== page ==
“Tell me your favorite time.”
What could it hurt to play along with her, “That's a hard question. Let's see. I too like knights, especially the good looking kind.”
“Oh Ali, you have Chet.”
“Hmm, he's definitely good looking, but I'm not too sure about the
knight part.” No, Chet definitely didn’t come up to their standards, if
any. Ali recalled their conversation from last night and wasn't sure he
met her standards, either.
“Ali your ideas are archaic.”
“I don't think waiting until we're married, to go to bed with you, is an ancient philosophy.”
“This is the twentieth-first century Ali, wake up!”
Ali closed her eyes over how hard he slammed her door, “It's how I feel...”
“What is Ali?”
She brought her attention back to the girl. “Nothing honey. Where were we?”
“We both like knights.”
“Right, but I also like cowboys and sea captains.”
“No, they are not nice, I like the good guys.”
“I don't like water, I got sick when uncle John took me fishing on a boat.”
Another fill in that Tracey put in the girl’s life. She couldn’t
remember how long that boyfriend lasted. Evie’s real father was never in
her life, he ran off the moment Karen announced she was pregnant. Sadly,
Tracey didn’t appear to be the parenting type.
“And Indians. I could be a princess again.”
She gave Evie a rueful look. “And what could I be?”
Ali rolled her eyes up to the ceiling.
“You've no imagination Evie, but sister does sound better.”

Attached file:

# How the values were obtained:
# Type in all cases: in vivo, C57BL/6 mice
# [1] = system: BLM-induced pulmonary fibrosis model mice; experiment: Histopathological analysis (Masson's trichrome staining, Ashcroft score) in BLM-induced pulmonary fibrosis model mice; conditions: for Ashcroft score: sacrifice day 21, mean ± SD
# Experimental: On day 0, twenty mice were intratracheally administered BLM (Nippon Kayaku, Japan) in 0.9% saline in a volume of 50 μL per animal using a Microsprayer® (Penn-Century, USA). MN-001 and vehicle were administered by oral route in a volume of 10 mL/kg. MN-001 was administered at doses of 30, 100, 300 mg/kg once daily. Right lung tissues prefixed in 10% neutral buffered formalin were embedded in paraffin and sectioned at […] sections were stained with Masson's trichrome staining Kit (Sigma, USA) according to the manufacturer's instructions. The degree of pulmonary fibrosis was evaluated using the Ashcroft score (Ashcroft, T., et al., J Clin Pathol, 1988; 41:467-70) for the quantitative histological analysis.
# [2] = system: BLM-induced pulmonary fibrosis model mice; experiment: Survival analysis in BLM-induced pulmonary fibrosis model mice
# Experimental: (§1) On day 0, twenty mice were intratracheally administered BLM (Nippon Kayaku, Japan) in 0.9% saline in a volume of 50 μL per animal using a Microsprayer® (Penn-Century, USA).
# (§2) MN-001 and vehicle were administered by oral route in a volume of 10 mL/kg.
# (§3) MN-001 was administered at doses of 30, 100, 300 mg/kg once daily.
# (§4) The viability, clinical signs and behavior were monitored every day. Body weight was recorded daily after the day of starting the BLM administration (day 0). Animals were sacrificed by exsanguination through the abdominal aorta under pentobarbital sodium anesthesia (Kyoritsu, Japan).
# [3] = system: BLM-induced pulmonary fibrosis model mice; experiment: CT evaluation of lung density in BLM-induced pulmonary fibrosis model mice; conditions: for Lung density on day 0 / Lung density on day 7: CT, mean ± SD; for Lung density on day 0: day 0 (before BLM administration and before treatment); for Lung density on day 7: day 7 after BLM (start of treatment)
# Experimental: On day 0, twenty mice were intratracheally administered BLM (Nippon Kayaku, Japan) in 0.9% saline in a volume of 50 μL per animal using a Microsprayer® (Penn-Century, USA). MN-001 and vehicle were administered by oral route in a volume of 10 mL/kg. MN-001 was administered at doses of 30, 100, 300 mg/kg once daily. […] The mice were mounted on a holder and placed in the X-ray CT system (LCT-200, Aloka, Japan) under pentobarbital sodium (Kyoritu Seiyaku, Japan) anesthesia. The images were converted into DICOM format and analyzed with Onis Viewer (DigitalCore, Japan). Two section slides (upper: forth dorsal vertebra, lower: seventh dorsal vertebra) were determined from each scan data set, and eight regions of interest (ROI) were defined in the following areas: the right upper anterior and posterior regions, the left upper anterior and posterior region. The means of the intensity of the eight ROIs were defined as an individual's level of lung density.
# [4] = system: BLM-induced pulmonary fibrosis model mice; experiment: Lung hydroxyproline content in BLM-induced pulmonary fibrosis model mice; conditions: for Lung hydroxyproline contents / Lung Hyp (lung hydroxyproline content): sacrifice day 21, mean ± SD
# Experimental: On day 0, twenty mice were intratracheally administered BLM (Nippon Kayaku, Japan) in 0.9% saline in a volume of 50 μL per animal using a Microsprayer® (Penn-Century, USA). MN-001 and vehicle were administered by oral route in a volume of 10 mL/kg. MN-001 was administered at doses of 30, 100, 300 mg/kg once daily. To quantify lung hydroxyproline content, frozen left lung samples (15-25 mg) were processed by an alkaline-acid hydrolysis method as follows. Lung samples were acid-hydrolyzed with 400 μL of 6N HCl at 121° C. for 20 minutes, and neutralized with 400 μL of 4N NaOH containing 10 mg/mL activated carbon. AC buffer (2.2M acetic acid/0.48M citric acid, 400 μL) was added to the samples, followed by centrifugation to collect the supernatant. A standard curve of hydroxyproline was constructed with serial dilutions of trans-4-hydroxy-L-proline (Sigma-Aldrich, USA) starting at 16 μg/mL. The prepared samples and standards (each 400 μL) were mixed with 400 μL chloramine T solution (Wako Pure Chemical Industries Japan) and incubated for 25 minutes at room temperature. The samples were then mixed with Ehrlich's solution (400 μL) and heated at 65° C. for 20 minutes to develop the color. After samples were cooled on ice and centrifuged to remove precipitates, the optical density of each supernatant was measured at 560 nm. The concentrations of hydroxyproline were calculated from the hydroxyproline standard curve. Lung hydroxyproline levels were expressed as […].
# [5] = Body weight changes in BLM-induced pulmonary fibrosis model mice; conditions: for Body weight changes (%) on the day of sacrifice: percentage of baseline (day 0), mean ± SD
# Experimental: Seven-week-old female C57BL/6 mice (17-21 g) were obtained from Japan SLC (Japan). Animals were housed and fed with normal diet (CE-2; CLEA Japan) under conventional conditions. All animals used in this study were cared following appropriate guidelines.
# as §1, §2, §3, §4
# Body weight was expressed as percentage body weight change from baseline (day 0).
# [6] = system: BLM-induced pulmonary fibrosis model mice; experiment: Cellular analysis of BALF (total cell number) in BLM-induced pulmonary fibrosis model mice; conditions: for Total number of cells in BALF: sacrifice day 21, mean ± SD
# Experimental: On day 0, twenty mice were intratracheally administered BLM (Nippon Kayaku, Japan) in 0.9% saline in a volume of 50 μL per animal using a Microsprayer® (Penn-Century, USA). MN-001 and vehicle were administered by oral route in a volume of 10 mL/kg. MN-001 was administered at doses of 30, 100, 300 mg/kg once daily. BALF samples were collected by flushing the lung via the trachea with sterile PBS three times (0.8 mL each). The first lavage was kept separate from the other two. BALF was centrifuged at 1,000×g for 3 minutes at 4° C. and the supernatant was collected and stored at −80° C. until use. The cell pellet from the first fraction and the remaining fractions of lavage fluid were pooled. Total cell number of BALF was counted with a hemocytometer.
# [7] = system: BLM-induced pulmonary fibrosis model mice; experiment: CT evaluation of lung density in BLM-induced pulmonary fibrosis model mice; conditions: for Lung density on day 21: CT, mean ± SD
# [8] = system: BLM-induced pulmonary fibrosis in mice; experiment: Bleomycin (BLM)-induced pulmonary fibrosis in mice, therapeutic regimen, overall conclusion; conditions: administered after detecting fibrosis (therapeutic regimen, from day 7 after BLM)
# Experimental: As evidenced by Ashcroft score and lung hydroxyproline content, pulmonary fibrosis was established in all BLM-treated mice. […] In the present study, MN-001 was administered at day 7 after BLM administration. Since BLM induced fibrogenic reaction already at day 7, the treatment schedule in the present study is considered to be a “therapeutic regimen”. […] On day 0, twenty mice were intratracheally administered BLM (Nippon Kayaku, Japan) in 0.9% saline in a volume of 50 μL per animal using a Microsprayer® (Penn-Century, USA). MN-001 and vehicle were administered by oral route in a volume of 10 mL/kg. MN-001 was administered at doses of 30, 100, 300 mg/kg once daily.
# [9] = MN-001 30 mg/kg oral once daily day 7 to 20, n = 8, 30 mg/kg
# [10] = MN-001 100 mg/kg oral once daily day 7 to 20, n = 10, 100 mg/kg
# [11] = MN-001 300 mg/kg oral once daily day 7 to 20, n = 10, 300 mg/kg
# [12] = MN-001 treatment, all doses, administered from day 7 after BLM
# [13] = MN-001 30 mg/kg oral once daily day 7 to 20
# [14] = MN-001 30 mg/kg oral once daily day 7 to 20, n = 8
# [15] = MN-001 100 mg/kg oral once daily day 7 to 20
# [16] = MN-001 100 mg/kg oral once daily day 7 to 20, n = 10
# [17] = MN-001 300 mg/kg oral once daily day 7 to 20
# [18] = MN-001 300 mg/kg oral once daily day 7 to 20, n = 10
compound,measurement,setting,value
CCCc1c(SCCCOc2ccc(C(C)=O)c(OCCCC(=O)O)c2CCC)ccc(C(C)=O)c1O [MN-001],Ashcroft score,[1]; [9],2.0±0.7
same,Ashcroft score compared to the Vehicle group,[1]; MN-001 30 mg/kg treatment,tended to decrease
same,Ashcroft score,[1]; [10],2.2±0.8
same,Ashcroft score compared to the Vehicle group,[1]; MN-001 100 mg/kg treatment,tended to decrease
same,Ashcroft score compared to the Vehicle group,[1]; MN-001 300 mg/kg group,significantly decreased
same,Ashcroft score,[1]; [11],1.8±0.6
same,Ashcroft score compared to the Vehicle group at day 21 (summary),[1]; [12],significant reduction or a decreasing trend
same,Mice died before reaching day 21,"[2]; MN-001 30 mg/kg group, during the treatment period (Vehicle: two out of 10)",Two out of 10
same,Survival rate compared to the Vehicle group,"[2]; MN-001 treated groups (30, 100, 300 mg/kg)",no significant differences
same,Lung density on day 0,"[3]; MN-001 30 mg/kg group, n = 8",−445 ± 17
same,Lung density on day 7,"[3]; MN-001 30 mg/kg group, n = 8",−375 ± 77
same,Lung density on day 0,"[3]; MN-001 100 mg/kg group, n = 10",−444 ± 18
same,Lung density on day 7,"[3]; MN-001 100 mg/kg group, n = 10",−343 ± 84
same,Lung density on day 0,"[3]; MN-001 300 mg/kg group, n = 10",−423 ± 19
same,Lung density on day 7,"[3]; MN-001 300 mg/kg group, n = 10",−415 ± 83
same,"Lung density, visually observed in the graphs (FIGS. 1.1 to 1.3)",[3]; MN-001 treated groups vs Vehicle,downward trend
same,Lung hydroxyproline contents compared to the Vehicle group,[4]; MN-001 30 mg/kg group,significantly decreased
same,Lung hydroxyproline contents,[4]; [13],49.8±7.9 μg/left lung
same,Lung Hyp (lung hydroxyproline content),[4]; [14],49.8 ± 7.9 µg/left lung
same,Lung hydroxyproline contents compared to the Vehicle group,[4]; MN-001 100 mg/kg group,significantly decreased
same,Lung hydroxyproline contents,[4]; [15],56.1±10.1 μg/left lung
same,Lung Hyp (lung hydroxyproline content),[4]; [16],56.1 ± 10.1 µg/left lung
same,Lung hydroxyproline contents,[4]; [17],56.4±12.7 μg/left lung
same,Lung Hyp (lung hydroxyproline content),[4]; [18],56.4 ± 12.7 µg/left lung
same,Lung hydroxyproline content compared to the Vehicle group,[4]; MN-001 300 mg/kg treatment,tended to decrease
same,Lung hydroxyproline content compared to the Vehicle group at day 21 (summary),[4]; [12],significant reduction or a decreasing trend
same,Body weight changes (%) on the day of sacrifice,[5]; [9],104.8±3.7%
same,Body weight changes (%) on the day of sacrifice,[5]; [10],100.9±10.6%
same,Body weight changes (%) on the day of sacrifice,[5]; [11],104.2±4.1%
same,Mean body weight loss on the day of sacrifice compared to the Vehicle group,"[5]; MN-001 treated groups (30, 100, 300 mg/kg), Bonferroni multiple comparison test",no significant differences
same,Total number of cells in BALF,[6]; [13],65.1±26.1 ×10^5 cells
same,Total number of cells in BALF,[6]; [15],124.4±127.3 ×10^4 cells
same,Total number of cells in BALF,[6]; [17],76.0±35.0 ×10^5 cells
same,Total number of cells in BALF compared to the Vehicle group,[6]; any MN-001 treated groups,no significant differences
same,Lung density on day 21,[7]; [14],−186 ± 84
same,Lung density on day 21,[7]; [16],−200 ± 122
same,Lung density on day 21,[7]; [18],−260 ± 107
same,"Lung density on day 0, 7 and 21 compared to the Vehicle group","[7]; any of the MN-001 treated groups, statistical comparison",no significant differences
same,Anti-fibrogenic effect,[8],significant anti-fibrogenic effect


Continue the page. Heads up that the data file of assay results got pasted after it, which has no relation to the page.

“You could be a teacher. In one movie I saw, the girl is a school marm.”
Ali conjured up the image of a spectacled spinster. “It doesn't sound very flattering.”
“You are prettier than she is and she got the cowboy.”
“He better be tall, dark and extremely handsome if I have to teach a room full of kids.”
Ali reached out and started tickling Evie. “Come on, we better start
this game of yours. Now, if your magic ball could make all that work
disappear I could really get into this.”
“I'll try.” Evie raced ahead of Ali into the living room. “You have to sit here, Ali.”
Ali lowered herself down to the carpet and sat Indian style, per Evie's
instructions. Evie took the large crystal ball off the coffee table and
set it between them on the floor.
“Now we have to think of the same thing, together.”
“Set the stage?” At the girl's questioning look, Ali took the lead, “I see blue sky all around.”
Evie chimed in, “And mountains, big ones.”
“Green grass and rolling hills.”
“Looks pretty Ali.”
“Now what do we do Evie?”
“We close our eyes and wish.”
Ali glanced at the serious look on the girl’s face and closed her eyes.
“It is starting, so we need to begin our wishes.”
“Pretend we are there and the ball works its magic.” Thankfully, Evie was still too young to hear Ali's sarcasm.
“See, it's easy Ali.”
Maybe Evie's game wasn't so bad. The girl needed the escape it lent from her rocky home life. Ali couldn't see the harm.
“You have to close your eyes Ali.”
“Right. I forgot, sorry.”
It proved hard to play along, Ali kept thinking about all the work waiting for her at the table.
“Ali, you aren't playing.”
“Yes I am, I was just wondering how we will know when it works.”
“Oh, you will know.”
Ali took a deep breath and forced her eyes to shut. She tried to clear
her mind, whispering to herself “blues sky, mountains and green rolling
She let her mind go with the imaginary scene. Ali began to relax under